By Kapil Sethi | November 09, 2011
The Malaysian Insider
NOV 9 — So it’s final. No more PPSMI. Over a year of PAGE campaigning, petitioning, protesting and writing letters to the editors have come to naught. As the deputy prime minister remarked, the decision was made by the government in 2009 and it will not bow to the demands of small groups. The only concession is that those already under PPSMI will be allowed to finish their schooling under PPSMI.
So it’s final. No more arguments over amendments to the Employment Act. Three months of the Malaysian Trade Unions Congress (MTUC) campaigning, petitioning and picketing have had no impact on the government. The human resource minister called the picket illegal (November 1, The Malaysian Insider) and insisted “this is a policy issue by the government. If they picket, they are going against the law.”
Both PAGE and MTUC threatened to divert support from Barisan Nasional to the opposition if their demands were not met. The PAGE Facebook protest page garnered approximately 100,000 “Likes” while MTUC has over 800,000 members and counts on the support of 5.7 million workers. Even the Lynas controversy has managed to alienate a substantial portion of Kuantan residents, with no solution offered by the government beyond bare denials.
So it seems either extremely brave or recklessly foolhardy on the part of the ruling coalition to upset such large numbers of voters especially on the eve of a make or break battle in the next general election.
What gives? Beyond the usual politicking by vested groups, lobbyists, nationalists, et cetera, is there an implicit assumption being made about the nature of the Malaysian voter? Does the ruling coalition believe that much like the Auditor-General’s annual report on numerous instances of government mismanagement of finances, come election time all issues are forgotten save one: The safety of the familiar Barisan Nasional over the fear of the untested Pakatan Rakyat?
This belief is premised on a couple of things. One is the lack of access to information of the rural, conservative voter who has been programmed over the decades to give credit to BN for the gradual improvements to her economic status while safeguarding her family from unhealthy modernity.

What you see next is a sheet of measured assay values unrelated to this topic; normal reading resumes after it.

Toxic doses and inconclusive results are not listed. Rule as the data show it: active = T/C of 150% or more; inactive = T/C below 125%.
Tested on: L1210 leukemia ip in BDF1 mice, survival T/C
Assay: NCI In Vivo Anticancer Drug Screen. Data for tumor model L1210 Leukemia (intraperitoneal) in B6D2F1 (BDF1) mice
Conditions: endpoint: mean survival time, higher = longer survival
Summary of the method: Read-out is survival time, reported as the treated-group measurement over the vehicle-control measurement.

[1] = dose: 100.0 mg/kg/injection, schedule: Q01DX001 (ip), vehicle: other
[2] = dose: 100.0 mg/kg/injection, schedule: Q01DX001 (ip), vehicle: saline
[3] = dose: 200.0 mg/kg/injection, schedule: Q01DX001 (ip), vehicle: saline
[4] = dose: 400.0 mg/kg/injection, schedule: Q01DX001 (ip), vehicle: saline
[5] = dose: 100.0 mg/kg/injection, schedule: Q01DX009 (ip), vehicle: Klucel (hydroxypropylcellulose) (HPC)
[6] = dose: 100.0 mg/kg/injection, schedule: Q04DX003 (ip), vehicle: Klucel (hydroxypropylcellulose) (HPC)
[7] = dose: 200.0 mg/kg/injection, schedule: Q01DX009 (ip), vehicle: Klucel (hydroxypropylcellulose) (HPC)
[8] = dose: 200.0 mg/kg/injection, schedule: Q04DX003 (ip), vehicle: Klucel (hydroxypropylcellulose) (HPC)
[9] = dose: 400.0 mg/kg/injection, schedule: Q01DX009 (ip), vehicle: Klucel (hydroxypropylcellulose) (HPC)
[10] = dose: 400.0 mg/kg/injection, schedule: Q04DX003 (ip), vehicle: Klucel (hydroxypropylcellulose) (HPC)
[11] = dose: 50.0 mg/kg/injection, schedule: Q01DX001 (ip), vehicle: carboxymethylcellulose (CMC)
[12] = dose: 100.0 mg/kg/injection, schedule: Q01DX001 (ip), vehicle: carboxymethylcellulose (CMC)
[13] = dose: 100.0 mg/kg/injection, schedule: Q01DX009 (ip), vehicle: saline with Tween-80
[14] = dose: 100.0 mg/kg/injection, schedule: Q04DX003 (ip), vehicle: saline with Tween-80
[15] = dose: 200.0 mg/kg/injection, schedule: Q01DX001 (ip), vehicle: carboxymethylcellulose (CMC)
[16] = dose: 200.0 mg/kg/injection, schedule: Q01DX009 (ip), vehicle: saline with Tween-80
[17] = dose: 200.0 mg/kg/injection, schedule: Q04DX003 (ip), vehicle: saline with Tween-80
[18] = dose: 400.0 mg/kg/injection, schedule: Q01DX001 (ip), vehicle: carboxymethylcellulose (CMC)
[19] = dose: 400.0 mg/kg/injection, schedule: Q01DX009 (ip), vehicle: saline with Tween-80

The other is the fear of the urban minorities of radical political change putting a disparate bunch of parties with considerable ideological differences in power that may put the economic and social stability of the nation at risk.
If so, that may be a very dangerous assumption to make. It ignores the impact of the rising flow of information through alternative media and the ability of the middle class to act as an agent of change. It also implies that for Malaysians, race and religion take precedence over everything else.
When over 60 per cent of the population is connected to the internet, which is seen to be a more credible news source and that news source is primarily concerned with exposing the misdeeds of the parties in power to counter the propaganda of the mainstream press, the impact goes beyond the urban-rural and racial divide. The frustration over the lack of response to such corruption or mismanagement from the authorities enables groups upset with government inaction over different issues to make common cause.
While race and religion are important, bread-and-butter issues will always take precedence. If the future of one’s children or the livelihood of one’s husband is threatened by official apathy and corruption, if every demand is met with a paternalistic “no”, then the conditions are ripe for change, and safety and familiarity begin to look worse than inexperience and naiveté.
While it is true that PAGE and MTUC represent a primarily urban, middle-class audience, they possess extremely strong connections with other segments of the electorate, through either family ties or through business and work.
Misrata and Cairo demonstrated the power of an angry and frustrated urban middle- class to carry the country with them. In Malaysia, that anger is going to have an impact across the country come election time.
IF BN is to turn the tide, it must first begin to follow the fundamental precept that the essence of democracy is compromise. In all three of the issues mentioned above, consultation that leads to an acceptable compromise should be the objective. After all, it is supposed to be a government of “People First.”
For now the rage is impotent. But the election is not far away, and today, issues are not allowed to be forgotten that easily.
Kapil is an advertising strategist based in KL, who likes nothing better than to figure out why people behave the way they do. Naturally this forces him to spend most of his time lounging in coffeeshops and bars. He can be reached at [email protected]